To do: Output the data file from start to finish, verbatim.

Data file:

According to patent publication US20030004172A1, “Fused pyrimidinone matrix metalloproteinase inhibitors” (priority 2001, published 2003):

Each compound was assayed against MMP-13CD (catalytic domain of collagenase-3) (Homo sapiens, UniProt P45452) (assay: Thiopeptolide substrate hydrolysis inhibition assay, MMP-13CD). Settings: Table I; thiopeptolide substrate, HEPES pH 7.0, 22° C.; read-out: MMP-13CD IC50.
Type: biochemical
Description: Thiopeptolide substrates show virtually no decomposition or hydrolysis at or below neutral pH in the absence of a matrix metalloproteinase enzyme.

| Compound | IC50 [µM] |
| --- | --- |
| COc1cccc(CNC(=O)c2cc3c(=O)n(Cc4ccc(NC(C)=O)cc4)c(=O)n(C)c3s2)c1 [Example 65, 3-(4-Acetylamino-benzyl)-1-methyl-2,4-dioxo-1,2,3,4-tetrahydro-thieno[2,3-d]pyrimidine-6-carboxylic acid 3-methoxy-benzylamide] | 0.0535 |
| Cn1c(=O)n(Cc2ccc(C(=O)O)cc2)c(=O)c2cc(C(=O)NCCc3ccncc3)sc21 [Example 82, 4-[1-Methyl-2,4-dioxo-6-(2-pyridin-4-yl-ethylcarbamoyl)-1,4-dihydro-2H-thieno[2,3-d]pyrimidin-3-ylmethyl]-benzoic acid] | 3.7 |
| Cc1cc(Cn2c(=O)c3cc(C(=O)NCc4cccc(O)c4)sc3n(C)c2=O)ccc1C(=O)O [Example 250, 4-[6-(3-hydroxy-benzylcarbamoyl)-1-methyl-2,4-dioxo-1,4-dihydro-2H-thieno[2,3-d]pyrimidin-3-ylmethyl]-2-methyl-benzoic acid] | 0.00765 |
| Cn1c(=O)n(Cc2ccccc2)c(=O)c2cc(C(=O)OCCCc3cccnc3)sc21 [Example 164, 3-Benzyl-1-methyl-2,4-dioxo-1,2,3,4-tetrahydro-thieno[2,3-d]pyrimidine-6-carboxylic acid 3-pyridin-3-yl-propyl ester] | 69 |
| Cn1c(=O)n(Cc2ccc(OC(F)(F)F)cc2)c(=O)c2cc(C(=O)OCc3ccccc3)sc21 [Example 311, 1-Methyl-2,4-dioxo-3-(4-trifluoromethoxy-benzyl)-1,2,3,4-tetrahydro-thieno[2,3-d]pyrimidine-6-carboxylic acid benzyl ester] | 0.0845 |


According to patent publication US20030004172A1, “Fused pyrimidinone matrix metalloproteinase inhibitors” (priority 2001, published 2003):

Each compound was assayed against MMP-13CD (catalytic domain of collagenase-3) (Homo sapiens, UniProt P45452) (assay: Thiopeptolide substrate hydrolysis inhibition assay, MMP-13CD). Settings: Table I; thiopeptolide substrate, HEPES pH 7.0, 22° C.; read-out: MMP-13CD IC50.
Type: biochemical
Description: Thiopeptolide substrates show virtually no decomposition or hydrolysis at or below neutral pH in the absence of a matrix metalloproteinase enzyme.

| Compound | IC50 [µM] |
| --- | --- |
| COc1cccc(CNC(=O)c2cc3c(=O)n(Cc4ccc(NC(C)=O)cc4)c(=O)n(C)c3s2)c1 [Example 65, 3-(4-Acetylamino-benzyl)-1-methyl-2,4-dioxo-1,2,3,4-tetrahydro-thieno[2,3-d]pyrimidine-6-carboxylic acid 3-methoxy-benzylamide] | 0.0535 |
| Cn1c(=O)n(Cc2ccc(C(=O)O)cc2)c(=O)c2cc(C(=O)NCCc3ccncc3)sc21 [Example 82, 4-[1-Methyl-2,4-dioxo-6-(2-pyridin-4-yl-ethylcarbamoyl)-1,4-dihydro-2H-thieno[2,3-d]pyrimidin-3-ylmethyl]-benzoic acid] | 3.7 |
| Cc1cc(Cn2c(=O)c3cc(C(=O)NCc4cccc(O)c4)sc3n(C)c2=O)ccc1C(=O)O [Example 250, 4-[6-(3-hydroxy-benzylcarbamoyl)-1-methyl-2,4-dioxo-1,4-dihydro-2H-thieno[2,3-d]pyrimidin-3-ylmethyl]-2-methyl-benzoic acid] | 0.00765 |
| Cn1c(=O)n(Cc2ccccc2)c(=O)c2cc(C(=O)OCCCc3cccnc3)sc21 [Example 164, 3-Benzyl-1-methyl-2,4-dioxo-1,2,3,4-tetrahydro-thieno[2,3-d]pyrimidine-6-carboxylic acid 3-pyridin-3-yl-propyl ester] | 69 |
| Cn1c(=O)n(Cc2ccc(OC(F)(F)F)cc2)c(=O)c2cc(C(=O)OCc3ccccc3)sc21 [Example 311, 1-Methyl-2,4-dioxo-3-(4-trifluoromethoxy-benzyl)-1,2,3,4-tetrahydro-thieno[2,3-d]pyrimidine-6-carboxylic acid benzyl ester] | 0.0845 |